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In Lost Essay, Langston Hughes Recounts Meeting A Young Chain Gang Runaway

In the summer of 1927, Langston Hughes and Zora Neale Hurston drove together from Alabama to New York. Just outside Savannah, Ga., they gave a ride to a young person running away from a chain gang. An essay Hughes wrote about that encounter has recently resurfaced: <strong><a href="https://www.smithsonianmag.com/arts-culture/lost-work-langston-hughes-180972499/">Read it here.</a></strong>
Jack Delano
Library of Congress
In the summer of 1927, Langston Hughes and Zora Neale Hurston drove together from Alabama to New York. Just outside Savannah, Ga., they gave a ride to a young person running away from a chain gang. An essay Hughes wrote about that encounter has recently resurfaced: Read it here.

When Steven Hoelscher first came across an essay with Langston Hughes' name on it, he says it felt "totally random." Hoelscher, a professor at University of Texas at Austin, was doing research in the archives of an investigative journalist named John L. Spivak.

It was in Spivak's papers that Hoelscher found three pages titled "Foreward From Life," written by Langston Hughes — one of the most celebrated poets of the Harlem Renaissance.

In the short essay, Hughes recounts an experience he had outside Savannah, Ga., in which he encountered a young person escaping from a chain gang. It was the summer of 1927 and Hughes was traveling by car with his friend and fellow writer, Zora Neale Hurston.

"That night, a strange thing happened," Hughes writes. "After sundown, in the evening dusk, as we were nearing the city of Savannah, we noticed a dark figure waving at us frantically from the swamps at the side of the road."

The work had not been seen for decades. Hoelscher eventually figured out that Hughes wrote it as the foreward to the Soviet edition of one of Spivak's books — and it was published only in Russian. The essay appears in Smithsonian magazine.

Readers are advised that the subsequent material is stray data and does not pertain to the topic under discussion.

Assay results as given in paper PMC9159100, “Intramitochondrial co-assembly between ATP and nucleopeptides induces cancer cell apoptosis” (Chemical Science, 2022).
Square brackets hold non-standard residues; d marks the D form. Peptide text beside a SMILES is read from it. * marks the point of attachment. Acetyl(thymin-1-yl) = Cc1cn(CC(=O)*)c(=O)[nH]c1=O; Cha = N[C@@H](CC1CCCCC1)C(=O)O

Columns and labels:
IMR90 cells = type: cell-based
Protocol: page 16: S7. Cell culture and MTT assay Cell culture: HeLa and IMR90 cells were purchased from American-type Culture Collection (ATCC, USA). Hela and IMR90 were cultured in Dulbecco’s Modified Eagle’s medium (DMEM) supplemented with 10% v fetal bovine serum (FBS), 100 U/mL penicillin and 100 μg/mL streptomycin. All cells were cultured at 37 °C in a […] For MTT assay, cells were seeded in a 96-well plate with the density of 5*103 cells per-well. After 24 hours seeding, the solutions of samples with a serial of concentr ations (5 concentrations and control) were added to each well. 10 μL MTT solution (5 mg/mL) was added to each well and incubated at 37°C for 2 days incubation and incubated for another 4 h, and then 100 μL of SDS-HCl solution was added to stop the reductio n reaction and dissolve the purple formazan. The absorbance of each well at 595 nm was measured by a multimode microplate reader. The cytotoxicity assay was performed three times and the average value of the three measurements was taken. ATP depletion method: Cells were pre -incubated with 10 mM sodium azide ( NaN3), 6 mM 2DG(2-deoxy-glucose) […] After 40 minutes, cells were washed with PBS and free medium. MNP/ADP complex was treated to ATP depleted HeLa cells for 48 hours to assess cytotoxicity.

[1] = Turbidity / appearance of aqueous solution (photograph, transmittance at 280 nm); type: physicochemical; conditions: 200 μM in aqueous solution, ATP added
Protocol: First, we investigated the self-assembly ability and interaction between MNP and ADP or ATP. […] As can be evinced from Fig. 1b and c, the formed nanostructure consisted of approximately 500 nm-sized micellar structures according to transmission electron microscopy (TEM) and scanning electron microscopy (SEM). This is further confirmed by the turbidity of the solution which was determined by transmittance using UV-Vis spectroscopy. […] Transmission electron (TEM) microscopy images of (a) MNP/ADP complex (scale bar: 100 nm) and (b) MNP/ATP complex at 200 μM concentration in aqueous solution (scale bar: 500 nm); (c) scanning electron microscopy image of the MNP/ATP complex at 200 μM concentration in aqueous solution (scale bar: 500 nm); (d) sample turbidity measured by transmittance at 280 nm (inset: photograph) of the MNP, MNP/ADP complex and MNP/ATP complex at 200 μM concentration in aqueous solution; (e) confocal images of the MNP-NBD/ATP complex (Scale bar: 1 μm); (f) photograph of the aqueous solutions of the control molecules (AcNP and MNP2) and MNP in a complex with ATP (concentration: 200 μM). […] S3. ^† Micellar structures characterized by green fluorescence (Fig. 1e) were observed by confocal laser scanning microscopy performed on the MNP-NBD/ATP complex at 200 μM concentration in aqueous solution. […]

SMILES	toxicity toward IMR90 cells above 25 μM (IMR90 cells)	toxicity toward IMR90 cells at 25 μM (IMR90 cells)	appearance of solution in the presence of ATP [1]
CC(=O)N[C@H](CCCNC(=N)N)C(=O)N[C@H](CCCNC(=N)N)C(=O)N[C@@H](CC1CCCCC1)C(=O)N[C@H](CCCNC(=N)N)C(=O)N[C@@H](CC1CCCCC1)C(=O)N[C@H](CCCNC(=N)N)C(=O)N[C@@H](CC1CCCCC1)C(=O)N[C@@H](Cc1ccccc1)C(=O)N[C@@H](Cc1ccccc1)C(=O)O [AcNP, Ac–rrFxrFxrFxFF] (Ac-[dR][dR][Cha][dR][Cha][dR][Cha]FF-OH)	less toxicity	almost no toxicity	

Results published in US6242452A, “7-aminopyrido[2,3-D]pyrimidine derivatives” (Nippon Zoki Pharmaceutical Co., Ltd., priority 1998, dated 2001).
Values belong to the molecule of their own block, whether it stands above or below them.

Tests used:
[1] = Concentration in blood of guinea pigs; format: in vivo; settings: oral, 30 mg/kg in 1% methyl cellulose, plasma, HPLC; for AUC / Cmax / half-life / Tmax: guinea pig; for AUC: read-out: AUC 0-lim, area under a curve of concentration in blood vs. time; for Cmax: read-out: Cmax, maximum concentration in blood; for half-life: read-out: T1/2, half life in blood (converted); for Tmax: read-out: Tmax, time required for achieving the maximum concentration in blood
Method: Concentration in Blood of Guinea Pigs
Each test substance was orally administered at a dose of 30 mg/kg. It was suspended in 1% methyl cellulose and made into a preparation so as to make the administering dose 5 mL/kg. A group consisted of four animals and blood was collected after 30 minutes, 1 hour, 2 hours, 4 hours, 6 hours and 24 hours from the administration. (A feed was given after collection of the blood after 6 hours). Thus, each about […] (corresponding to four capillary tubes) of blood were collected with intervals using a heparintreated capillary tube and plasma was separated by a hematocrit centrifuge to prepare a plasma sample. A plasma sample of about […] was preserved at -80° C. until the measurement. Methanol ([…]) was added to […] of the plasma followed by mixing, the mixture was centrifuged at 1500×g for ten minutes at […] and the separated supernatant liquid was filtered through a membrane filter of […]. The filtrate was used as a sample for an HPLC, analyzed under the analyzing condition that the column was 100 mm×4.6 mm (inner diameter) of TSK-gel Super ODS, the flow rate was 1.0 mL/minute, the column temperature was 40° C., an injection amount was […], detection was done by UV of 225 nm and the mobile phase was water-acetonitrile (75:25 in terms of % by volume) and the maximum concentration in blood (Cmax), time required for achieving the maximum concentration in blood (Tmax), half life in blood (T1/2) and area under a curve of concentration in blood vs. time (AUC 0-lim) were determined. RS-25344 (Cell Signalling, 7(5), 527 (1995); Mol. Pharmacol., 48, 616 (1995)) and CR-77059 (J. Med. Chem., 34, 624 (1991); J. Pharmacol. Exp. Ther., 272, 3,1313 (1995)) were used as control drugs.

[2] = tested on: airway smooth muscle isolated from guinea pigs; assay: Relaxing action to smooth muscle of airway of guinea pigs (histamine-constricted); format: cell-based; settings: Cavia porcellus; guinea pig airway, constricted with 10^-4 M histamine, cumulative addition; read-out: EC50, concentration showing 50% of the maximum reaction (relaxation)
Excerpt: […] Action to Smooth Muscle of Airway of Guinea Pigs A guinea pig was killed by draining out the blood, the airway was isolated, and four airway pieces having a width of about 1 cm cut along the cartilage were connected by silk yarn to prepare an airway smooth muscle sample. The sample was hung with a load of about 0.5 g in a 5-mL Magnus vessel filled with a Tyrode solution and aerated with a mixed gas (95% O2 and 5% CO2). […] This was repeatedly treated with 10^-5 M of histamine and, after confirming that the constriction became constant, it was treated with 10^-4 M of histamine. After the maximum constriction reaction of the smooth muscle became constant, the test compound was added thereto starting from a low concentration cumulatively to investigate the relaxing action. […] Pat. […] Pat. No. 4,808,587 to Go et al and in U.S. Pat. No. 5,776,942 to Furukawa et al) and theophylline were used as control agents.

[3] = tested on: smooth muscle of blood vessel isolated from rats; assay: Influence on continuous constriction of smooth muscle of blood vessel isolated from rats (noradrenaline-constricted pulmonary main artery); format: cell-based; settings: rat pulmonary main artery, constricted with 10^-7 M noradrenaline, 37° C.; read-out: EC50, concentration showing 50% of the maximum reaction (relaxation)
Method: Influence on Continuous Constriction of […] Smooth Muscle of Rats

Hoelscher says chain gangs would have been a common sight on the roads of Georgia at the time. It was "a system of brutal incarceration that Hughes recognized immediately," Hoelscher explains. "It was no pure luck that most all of the workers were black — and Hughes understood very clearly that this was a form of racial oppression."

Interview Highlights

On Hughes' road trip through the rural South with Zora Neale Hurston

They met up about halfway through the journey for Hughes. ... He read some poems at a commencement at Fisk University in Nashville, and he wanted to learn more about the American South. So he's ... hopping through Louisiana, then Mississippi. He gets off the train in Alabama and who is there on the street but his friend Zora Neale Hurston. So it was a chance meeting ... a wonderful opportunity.

So at that point they decided to travel together. They traveled a lot in Alabama, and then over through Georgia, South Carolina, North Carolina, [and eventually] headed back to New York City. ...